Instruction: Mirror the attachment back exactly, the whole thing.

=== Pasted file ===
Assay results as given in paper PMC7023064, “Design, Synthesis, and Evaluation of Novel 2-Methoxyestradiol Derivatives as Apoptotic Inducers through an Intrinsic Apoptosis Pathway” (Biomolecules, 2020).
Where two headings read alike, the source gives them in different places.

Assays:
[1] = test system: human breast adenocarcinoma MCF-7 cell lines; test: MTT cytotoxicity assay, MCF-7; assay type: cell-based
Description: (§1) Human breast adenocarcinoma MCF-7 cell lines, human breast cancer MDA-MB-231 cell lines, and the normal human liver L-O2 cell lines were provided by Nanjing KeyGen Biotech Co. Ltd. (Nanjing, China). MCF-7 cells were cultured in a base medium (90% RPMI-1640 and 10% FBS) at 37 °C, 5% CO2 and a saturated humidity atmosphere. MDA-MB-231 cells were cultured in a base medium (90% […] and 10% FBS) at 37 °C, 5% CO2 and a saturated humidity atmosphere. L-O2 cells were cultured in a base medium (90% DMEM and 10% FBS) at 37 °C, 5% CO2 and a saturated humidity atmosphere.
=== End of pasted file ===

Assay results as given in paper PMC7023064, “Design, Synthesis, and Evaluation of Novel 2-Methoxyestradiol Derivatives as Apoptotic Inducers through an Intrinsic Apoptosis Pathway” (Biomolecules, 2020).
Where two headings read alike, the source gives them in different places.

Assays:
[1] = test system: human breast adenocarcinoma MCF-7 cell lines; test: MTT cytotoxicity assay, MCF-7; assay type: cell-based
Description: (§1) Human breast adenocarcinoma MCF-7 cell lines, human breast cancer MDA-MB-231 cell lines, and the normal human liver L-O2 cell lines were provided by Nanjing KeyGen Biotech Co. Ltd. (Nanjing, China). MCF-7 cells were cultured in a base medium (90% RPMI-1640 and 10% FBS) at 37 °C, 5% CO2 and a saturated humidity atmosphere. MDA-MB-231 cells were cultured in a base medium (90% […] and 10% FBS) at 37 °C, 5% CO2 and a saturated humidity atmosphere. L-O2 cells were cultured in a base medium (90% DMEM and 10% FBS) at 37 °C, 5% CO2 and a saturated humidity atmosphere.